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Contents: Commemoration Day 2007 Sunday 1st July 2007 page 5 Vice-Presidents’ Luncheon Friday 22 June 25 2007 page 6 OBA U30s Drinks Tuesday, 20th March 2007 page 8 London Drinks 20th March 2007 page 11 London Drinks 18th September 2007 page 14 The Lashings XI return to BC 21st June 2007 page 20 OBRUFC reach semis 2nd September 2007 back page OBA Office: Brighton College Eastern Road Brighton BN2 0AL t: +44 (0)1273 704250 (Direct line) t: +44 (0)1273 704200 (switchboard) f: +44 (0)1273 704326 e: oba@brightoncollege.net Office hours : 8.30am to 12.30pm (Mon to Fri)

Website & Magazine Produced by Alex Bremer (R. 1979-83), 3B Web Design - www.3bweb.com - (07957 162168)

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OBA Committee: President & AROPS Rep: David Gold (S. 1986-91) Hon. Secretary: Tim Loadsman (L. 1951-57) Hon. Treasurer: Paul Lobo (C. 1976-81) Administrator: Fiona Aiken (F. 1979-81) Headmaster: Richard Cairns (ex offico) Parent Rep: Della Keighley Council Rep: Andrew Symonds (A. 1955-59) Chris Pett (H. 1962-67) Giles Stubbs (R. 1997-02) Nicky Stanton (W. 2001-03) Alex Bremer (R. 1979-83) Sports Rep: John Aiken (A. 1976-81 - ex offico) Head of School: Stephanie Mitchell Deputies: Hannah Edmond & Morgan Griffiths

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Dear Old Brightonians, When I set out my plans to Fiona Aiken shortly after I took up the reins three years ago, she let out a big sigh before politely informing me she’d heard it all before and I shouldn’t expect miracles. Now it is Fiona who tells me to have faith and be brave! It has been one of my biggest priorities over the last 3 years to better integrate the OBA with College life and to demonstrate our worth to the College. I’m not sure I have fully achieved that but I think we have made progress. All College Staff, from dinner ladies to Latin teachers, now become honorary life members after 2 years service. We place students in work experience, source speakers for College events, sponsor overseas rugby and netball tours, and have a higher profile at major College events. The restoration of Commemoration Day to the Summer, combined with the Graduation of the Upper Sixth, was a great success this year and will be even bigger in 2008; and many OBs have individually contributed to the new pavilion which will soon grace the Home Ground, providing much needed facilities for the College’s internationally acclaimed sportsmen and women. We also have three College students on the OBA Committee, which I think is of great benefit. There have been new events such as the Pioneers Luncheon in Hove and the Vice-Presidents’ Luncheon at the Army & Navy Club in London. The informal London Drinks have continued to prosper and the Annual Dinner now regularly attracts in excess of 150 guests of all ages. Improved communication has been a major aim. Our website has been overhauled and attracts thousands – yes, thousands – of hits monthly from across the world. We have initiated the International Friends of Brighton College which will bring more distant OBs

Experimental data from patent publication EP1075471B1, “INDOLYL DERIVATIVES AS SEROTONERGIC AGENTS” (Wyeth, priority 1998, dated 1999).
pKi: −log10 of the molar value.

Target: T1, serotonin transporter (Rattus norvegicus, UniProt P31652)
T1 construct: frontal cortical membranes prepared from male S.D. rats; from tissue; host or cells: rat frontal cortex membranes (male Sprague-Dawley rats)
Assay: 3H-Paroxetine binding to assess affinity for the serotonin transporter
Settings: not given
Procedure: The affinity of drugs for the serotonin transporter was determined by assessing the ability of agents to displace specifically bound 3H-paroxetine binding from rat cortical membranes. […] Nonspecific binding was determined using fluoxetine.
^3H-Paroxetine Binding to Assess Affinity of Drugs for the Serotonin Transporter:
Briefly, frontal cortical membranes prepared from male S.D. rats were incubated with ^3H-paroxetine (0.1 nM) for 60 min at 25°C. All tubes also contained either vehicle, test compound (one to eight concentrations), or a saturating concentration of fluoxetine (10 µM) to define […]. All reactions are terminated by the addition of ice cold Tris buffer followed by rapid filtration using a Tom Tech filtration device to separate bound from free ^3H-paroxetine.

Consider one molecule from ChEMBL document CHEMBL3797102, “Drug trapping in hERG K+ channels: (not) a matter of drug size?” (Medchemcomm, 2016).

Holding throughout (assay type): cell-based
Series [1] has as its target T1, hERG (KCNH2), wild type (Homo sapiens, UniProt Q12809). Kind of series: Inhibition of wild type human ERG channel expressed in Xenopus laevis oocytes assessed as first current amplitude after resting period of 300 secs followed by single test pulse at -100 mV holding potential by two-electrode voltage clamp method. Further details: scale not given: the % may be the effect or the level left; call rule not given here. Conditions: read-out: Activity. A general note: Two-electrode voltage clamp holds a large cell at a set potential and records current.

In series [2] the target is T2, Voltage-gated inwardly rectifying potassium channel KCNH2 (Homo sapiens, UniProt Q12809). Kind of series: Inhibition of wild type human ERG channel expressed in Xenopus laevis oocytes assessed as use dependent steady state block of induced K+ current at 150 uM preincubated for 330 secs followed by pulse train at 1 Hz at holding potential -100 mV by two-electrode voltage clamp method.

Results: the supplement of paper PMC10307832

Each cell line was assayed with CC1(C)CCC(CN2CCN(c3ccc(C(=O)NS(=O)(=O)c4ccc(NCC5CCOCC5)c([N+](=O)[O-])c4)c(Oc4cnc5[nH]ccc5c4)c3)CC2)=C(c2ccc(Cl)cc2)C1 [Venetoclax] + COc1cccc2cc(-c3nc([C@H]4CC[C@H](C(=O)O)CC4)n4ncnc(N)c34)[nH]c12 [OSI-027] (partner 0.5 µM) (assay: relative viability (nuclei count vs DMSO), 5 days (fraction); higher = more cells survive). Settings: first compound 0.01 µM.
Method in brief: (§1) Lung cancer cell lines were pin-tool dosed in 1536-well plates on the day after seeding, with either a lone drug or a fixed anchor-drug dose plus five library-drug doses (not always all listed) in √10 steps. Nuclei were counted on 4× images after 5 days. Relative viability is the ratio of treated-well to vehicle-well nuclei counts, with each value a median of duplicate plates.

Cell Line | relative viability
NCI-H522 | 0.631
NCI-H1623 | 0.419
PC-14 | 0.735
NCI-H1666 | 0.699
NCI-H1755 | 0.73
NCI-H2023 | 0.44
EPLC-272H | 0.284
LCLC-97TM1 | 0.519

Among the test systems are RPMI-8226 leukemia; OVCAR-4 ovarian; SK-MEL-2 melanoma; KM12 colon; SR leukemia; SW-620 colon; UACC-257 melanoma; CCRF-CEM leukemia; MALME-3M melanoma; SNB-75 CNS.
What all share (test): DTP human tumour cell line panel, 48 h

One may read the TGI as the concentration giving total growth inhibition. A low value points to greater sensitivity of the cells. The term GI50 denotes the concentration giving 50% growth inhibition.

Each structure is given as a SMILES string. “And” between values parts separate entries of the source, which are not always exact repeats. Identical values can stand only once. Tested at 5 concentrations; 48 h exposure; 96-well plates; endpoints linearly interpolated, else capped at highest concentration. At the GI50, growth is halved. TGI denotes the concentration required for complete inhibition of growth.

closer to home in spirit if not geographically, and for the first time will make the parents of OBs a part of our community. Monthly e-newsletters, direct mail to year groups and other initiatives have helped us reach people who have not been in touch for decades. The Old Brightonians’ future lies in a much closer relationship with the College. How we achieve that is for further discussion, but it is our duty to do all we can to support the College’s work using the knowledge and experience we have gained both during our time here and since leaving. In handing over to Tony Whitestone in November I have every confidence that the OBA will become stronger. I would like to thank all those who have worked with me on the Committee and through the sports clubs, the Lodge, and the various informal groupings within the Association over the past 3 years. It has been an enjoyable challenge. I would also like to thank Fiona Aiken for her dedication and straight talking. In my role as Development Director at the College I will remain involved in the Association and look forward to working with Tony to take the OBA to even greater heights.

David Gold (S. 1986-91) President of OBA (2004-07)